“American Idol fans have been so loyal to this band, we wanted to give them the first listen to our new single,” says singer Chris Daughtry.
Daughtry, bassist Josh Paul, drummer Joey Barnes, and guitarists Brian Craddock and Josh Steely recorded the new album’s 10-plus songs in Los Angeles. Boasting a more gritty sound, the new album features a band sharpened by two years on the road, where they’ve graduated from clubs and theaters to opening arenas for Nickelback and Bon Jovi.
The new album follows the runaway success of Daughtry’s 2006 debut, which scored three #1 songs and was the biggest-selling artist release for two years running. The accolades garnered by Daughtry include multiple wins at the American Music Awards, the World Music Awards and the Billboard Music Awards.
Active in the fight against global poverty and disease, Daughtry supports the ONE Campaign. Last year, the band performed at both political conventions to raise awareness for the ONE Campaign and encourage first-time voters.
Daughtry proves rock steady
Review: He and his band kick off a national tour with a blend of 'American Idol' fever and melodic post-grunge.
By ROBERT KINSLER
Special to the Register
The 27-year-old singer-songwriter was signed by RCA Records, released an album of mostly original material in November 2006 that quickly went platinum, and kicked off a national club tour with an impressive concert before an adoring capacity crowd at House of Blues in Anaheim on Sunday night.
The North Carolina native led his quintet, named simply DAUGHTRY, through an 11-song set that displayed his "American Idol" vocal firepower, similarly showcased on his 12-song debut.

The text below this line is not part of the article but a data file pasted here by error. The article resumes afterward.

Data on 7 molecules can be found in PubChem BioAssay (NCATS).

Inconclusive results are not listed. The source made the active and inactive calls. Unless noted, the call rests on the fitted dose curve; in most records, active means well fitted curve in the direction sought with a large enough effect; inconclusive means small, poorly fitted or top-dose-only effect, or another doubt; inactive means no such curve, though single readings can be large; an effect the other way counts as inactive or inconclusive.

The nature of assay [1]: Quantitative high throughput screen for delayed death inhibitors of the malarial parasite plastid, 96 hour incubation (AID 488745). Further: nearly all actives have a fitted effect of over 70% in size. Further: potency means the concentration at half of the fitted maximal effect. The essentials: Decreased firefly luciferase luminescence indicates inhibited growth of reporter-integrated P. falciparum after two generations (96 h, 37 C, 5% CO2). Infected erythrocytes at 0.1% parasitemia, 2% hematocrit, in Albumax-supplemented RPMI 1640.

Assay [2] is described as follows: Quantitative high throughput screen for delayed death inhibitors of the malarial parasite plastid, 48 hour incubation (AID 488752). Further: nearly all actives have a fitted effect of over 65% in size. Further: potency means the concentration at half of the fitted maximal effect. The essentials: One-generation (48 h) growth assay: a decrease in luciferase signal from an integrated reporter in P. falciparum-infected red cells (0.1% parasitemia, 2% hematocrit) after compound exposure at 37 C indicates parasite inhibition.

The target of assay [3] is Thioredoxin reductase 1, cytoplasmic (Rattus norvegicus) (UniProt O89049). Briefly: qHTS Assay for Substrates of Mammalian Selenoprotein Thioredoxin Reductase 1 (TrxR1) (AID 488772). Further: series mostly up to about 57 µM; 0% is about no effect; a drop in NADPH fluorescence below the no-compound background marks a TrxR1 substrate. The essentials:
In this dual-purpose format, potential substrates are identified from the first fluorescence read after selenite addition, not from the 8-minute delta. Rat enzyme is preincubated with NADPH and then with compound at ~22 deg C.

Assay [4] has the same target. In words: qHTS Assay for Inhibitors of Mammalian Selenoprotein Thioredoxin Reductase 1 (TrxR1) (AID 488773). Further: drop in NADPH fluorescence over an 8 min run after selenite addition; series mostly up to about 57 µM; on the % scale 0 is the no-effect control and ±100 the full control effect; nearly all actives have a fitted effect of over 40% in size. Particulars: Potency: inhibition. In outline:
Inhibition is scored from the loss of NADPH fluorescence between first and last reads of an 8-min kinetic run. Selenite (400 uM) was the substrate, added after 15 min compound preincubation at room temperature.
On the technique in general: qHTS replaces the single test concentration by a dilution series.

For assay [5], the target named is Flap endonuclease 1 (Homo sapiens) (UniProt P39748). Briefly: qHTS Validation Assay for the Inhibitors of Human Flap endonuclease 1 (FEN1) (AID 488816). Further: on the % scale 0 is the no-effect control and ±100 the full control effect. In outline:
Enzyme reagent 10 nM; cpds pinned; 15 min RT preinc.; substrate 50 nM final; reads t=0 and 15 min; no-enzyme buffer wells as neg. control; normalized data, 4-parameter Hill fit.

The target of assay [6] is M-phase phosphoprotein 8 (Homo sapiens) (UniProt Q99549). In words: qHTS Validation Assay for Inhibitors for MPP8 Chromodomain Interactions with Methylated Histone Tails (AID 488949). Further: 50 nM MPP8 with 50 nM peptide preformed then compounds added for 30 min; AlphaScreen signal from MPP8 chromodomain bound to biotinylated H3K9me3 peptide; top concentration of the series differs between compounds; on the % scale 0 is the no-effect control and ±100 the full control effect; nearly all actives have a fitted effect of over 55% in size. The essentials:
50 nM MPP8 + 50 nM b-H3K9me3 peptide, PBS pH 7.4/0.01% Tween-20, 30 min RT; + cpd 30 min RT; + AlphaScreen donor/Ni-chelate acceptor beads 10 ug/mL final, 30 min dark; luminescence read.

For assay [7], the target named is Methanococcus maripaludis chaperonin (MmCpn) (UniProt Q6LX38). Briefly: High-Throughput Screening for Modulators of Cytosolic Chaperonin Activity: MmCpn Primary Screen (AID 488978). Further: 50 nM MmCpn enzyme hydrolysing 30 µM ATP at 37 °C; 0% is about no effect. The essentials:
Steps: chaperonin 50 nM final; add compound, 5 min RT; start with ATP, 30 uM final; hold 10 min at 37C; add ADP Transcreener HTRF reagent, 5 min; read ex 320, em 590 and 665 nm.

The band's accessible, modern post-grunge brew, which draws easy comparisons to Three Doors Down, Creed and "Throwing Copper"-era Live, pleased just about everyone. Added to that was Daughtry's authentic and likable persona, which drew screams from the younger members of the audience and near-universal strong applause throughout his hour-long set.
The good news for those hoping he might have more than 15 minutes of fame is that the band proved itself able to propel the melodic rock explored in "Gone," "It's Not Over" and "Crashed" (the night's opening selection), and his hardest rocker, "What I Want." Guitarists Jeremy Brady and Josh Steely, as well as drummer Joey Barnes and bassist Josh Paul, looked as thrilled to be there as Daughtry, and all played well together.
Early in the set, Daughtry showcased his confidence. In "Used To," he used his soaring tenor without bombast, even while walking up to the front to reach out to fans. And the biggest surprise was to come: The group dealt a knockout with a mostly faithful and compelling version of U2's "Sunday Bloody Sunday."
And while there were occasional lulls between songs while equipment and instruments were adjusted, such is understandable as this unlikely young band embarks on its first tour in the wake of almost-instant success.
Indeed, Daughtry might well have been thinking he and his band were playing at nearby Disneyland as part of some kind of fantasy, rather than before 1,000 or so enthusiastic fans.
"This is our biggest show yet; thanks so much," Daughtry said early on. And he continued to thank the audience throughout the night.
The evening kicked off with a 30-minute set from Baltimore-based Cinder Road. Thanks to strong songs such as "Should've Known Better," "I'm So Sorry" and "Get In Get Out" – delivered by energetic singer-guitarist Mike Ruocco, fiery lead guitarists Pat Patrick and Chris Shucosky, drummer Mac Calvaresi and bassist Nat Doegen – the band's accessible material boasted solid songwriting, catchy choruses and powerful musicianship recalling Sister Hazel or a hard-edged Toad the Wet Sprocket.
Sadly, New York City quartet Eve to Adam failed to justify its position on the bill. With the exception of the hard-rocking "Rise" and folk-rock tune "Comin' Home," the set failed to deliver anything approaching the strength of the opening and closing acts.